To wander through Times Square in search of a new theatrical attraction is to stroll back in time because the marquees still blaze with familiar titles. Midtown is such risky territory for theatrical investments that mostly it's the megahits of previous seasons that survive and thrive here.
It's only a play that comes with box-office guarantees or a musical with proven lineage that can light up a commercial theater these days.
Three shows that opened recently fit the bill. "Proof," which premiered to rave reviews last spring at the Manhattan Theatre Club, has been moved to the Walter Kerr Theatre, a Broadway house. Yasmina Reza's "The Unexpected Man" is playing at the Promenade Theatre off-Broadway. Reza received the 1998 Tony Award for Best Play for "Art." In addition, a musical version of "The Full Monty," based on the popular British film of the same name, is sure to have a long, hearty life on Broadway at the Eugene O'Neill Theatre.
The Full Monty merges the good, old American tradition of true grit overcoming adversity in the face of difficult odds with the appeal of male bonding. Playwright Terrence McNally and newcomer David Yazbek, composer and lyricist, have airmailed the setting from England to the steel-workers' union hall in Buffalo, N.Y., bringing the material, the characters - and their accents - closer to home.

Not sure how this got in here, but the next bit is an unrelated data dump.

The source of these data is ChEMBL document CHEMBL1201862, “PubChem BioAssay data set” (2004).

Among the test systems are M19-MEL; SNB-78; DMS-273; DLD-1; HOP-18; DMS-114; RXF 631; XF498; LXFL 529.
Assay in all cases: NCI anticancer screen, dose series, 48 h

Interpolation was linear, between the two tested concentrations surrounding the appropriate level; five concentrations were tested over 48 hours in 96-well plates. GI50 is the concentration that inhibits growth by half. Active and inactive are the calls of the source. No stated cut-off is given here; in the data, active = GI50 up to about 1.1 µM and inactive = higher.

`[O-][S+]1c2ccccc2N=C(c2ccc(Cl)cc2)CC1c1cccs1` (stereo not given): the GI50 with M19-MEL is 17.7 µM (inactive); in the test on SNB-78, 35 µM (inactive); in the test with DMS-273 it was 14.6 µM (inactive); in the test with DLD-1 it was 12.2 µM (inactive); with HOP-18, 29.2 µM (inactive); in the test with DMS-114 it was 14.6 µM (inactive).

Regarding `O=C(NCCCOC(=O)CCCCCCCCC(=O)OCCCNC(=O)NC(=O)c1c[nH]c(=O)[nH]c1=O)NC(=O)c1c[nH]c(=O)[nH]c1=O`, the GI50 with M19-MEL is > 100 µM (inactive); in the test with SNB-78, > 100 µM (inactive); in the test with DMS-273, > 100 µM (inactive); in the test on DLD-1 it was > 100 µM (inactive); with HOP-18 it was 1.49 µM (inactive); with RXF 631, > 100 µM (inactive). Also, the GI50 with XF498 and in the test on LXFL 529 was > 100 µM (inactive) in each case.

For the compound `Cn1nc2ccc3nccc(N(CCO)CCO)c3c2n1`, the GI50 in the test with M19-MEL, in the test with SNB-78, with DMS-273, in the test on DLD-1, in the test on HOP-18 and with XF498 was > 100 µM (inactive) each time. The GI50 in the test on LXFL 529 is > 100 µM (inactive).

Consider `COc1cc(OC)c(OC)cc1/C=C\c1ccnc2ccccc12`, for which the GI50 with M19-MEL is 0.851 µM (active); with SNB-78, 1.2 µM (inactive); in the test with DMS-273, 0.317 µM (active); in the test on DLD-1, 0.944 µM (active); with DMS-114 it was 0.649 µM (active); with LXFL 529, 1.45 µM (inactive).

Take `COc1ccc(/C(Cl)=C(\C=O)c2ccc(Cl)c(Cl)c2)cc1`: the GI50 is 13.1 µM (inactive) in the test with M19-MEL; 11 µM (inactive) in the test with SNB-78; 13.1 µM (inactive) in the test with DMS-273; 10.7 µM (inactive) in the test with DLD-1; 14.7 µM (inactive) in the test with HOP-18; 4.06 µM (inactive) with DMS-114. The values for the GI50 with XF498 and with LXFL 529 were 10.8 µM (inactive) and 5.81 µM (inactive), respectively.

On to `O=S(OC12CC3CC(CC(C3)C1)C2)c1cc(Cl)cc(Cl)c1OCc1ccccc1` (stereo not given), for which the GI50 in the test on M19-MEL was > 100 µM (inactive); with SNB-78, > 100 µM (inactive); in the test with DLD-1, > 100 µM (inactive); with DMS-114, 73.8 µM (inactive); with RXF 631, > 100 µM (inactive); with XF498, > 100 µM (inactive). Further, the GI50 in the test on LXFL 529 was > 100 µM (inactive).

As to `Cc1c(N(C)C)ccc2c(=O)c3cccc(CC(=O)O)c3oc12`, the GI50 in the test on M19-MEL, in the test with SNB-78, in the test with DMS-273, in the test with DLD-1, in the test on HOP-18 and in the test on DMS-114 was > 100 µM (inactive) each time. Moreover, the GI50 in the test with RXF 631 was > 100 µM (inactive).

The story unfolds with a group of disparate no-talents who decide to put on a male strippershow a la Judy Garland-Mickey Rooney movies, albeit with a testosterone-charged twist. While there are plenty of jokes about the male anatomy, the humor is so broad and boyish that it's hard to take offense. McNally's book is skillful in building interest in the characters, helped enormously by the actors - Patrick Wilson as Jerry Lukowski, a divorced dad who is desperate to raise cash to pay the child-support bills for his 12-year-old son, Nathan (Nicholas Cutro).